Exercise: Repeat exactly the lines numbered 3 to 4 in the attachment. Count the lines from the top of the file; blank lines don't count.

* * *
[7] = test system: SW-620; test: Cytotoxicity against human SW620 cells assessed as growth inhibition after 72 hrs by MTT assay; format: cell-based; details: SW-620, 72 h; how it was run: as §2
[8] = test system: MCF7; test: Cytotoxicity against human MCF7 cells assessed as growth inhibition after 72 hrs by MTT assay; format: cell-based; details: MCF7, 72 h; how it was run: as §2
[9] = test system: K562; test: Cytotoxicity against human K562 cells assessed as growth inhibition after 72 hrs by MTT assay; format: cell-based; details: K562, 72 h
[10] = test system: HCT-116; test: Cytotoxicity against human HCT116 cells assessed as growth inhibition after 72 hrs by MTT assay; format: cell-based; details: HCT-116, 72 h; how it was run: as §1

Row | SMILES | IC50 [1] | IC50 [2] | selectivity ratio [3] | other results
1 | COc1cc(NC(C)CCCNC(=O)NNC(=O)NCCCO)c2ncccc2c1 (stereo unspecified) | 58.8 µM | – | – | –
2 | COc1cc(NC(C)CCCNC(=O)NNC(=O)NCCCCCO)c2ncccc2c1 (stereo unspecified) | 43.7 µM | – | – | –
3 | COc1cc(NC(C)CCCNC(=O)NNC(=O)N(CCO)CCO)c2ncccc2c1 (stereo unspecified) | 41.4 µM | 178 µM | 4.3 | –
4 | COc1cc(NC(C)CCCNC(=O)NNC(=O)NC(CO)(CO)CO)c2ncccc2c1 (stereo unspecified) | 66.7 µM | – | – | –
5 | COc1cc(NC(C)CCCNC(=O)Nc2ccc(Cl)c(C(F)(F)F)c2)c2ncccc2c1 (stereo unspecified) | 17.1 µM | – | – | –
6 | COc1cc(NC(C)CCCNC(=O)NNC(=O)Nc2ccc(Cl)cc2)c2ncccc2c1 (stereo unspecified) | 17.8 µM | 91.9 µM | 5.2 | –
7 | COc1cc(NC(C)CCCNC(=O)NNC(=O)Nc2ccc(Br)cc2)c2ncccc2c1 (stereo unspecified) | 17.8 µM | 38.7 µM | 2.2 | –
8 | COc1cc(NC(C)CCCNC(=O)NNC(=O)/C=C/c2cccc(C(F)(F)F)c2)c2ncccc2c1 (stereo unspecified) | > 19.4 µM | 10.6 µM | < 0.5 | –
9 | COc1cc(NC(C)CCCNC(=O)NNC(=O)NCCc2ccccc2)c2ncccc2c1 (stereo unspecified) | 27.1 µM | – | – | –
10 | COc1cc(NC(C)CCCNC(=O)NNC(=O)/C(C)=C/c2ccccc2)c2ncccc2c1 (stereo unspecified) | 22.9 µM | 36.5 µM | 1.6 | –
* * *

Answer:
[9] = test system: K562; test: Cytotoxicity against human K562 cells assessed as growth inhibition after 72 hrs by MTT assay; format: cell-based; details: K562, 72 h
[10] = test system: HCT-116; test: Cytotoxicity against human HCT116 cells assessed as growth inhibition after 72 hrs by MTT assay; format: cell-based; details: HCT-116, 72 h; how it was run: as §1